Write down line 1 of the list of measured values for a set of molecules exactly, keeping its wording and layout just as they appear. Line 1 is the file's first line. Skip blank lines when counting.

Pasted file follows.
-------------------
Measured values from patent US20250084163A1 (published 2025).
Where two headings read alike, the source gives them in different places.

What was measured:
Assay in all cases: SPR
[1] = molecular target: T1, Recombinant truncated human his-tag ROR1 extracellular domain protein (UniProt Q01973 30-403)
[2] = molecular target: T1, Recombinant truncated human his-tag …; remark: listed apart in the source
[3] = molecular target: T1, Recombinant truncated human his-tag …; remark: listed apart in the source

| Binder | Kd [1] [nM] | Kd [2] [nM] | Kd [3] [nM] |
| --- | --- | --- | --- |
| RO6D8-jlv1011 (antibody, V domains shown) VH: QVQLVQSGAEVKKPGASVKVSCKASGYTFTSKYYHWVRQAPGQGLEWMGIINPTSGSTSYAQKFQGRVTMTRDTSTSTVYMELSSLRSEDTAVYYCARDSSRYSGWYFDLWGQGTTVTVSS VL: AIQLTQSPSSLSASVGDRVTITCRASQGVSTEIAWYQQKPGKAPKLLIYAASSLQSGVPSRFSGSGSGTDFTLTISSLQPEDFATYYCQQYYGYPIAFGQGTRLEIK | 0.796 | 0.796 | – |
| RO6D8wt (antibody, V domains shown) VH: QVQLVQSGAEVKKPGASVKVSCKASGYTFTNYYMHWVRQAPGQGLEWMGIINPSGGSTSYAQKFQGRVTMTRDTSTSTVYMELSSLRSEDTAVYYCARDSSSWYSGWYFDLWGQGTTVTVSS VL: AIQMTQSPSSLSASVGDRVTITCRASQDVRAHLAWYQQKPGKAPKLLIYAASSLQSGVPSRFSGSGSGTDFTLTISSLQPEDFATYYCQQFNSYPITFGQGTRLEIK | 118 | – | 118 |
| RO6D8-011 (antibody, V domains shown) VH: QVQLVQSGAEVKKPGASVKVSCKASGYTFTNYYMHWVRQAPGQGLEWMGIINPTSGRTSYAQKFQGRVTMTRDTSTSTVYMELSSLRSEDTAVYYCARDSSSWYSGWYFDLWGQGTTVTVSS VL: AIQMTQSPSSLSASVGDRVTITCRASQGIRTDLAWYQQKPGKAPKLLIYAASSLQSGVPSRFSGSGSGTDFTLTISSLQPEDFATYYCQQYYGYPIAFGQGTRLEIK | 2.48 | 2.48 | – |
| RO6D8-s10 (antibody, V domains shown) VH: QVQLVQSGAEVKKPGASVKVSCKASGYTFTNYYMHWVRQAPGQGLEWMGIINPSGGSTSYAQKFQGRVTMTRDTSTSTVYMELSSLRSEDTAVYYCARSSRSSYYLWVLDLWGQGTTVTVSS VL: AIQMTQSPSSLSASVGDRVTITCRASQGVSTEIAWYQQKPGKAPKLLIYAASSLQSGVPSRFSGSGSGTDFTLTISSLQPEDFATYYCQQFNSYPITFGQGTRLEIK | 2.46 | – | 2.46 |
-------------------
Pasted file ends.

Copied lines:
Measured values from patent US20250084163A1 (published 2025).